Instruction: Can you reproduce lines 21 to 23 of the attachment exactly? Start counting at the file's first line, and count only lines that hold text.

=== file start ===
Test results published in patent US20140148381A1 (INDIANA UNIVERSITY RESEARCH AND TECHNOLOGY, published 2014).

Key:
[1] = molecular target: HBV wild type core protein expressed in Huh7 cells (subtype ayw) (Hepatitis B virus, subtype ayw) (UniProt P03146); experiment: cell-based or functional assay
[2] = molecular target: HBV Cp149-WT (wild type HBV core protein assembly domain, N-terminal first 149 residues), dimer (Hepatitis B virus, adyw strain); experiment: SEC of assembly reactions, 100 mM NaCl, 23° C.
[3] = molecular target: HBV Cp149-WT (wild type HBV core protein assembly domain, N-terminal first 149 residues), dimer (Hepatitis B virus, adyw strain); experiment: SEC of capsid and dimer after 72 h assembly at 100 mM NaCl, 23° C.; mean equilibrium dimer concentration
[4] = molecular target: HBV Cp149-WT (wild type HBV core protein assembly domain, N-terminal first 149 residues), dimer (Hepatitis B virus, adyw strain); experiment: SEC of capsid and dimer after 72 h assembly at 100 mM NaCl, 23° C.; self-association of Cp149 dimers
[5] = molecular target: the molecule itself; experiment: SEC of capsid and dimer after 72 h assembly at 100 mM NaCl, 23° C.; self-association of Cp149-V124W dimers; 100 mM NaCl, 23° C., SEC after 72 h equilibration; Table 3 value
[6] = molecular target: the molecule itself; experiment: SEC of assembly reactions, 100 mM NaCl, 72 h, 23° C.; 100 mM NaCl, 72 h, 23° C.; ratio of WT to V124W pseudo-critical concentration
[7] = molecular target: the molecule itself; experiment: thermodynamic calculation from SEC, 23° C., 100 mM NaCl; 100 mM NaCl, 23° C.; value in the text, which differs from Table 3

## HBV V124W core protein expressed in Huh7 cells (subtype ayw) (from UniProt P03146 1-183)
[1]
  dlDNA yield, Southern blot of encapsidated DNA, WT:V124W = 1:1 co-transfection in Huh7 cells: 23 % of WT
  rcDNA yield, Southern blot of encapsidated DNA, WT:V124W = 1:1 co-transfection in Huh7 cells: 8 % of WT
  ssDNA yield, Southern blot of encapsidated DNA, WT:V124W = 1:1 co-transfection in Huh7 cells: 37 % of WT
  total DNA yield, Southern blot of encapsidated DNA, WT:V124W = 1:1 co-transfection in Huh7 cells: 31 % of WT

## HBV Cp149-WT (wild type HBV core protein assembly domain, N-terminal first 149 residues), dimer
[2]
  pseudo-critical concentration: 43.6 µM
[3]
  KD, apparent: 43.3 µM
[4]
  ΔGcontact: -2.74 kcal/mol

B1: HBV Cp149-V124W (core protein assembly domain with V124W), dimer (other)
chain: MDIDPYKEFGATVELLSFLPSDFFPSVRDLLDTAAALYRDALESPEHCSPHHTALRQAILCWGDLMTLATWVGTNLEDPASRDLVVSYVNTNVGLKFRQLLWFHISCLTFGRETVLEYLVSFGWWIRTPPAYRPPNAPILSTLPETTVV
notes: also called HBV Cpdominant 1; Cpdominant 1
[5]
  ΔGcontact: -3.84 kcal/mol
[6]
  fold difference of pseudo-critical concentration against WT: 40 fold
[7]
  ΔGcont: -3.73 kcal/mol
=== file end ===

[4]
  ΔGcontact: -2.74 kcal/mol

B1: HBV Cp149-V124W (core protein assembly domain with V124W), dimer (other)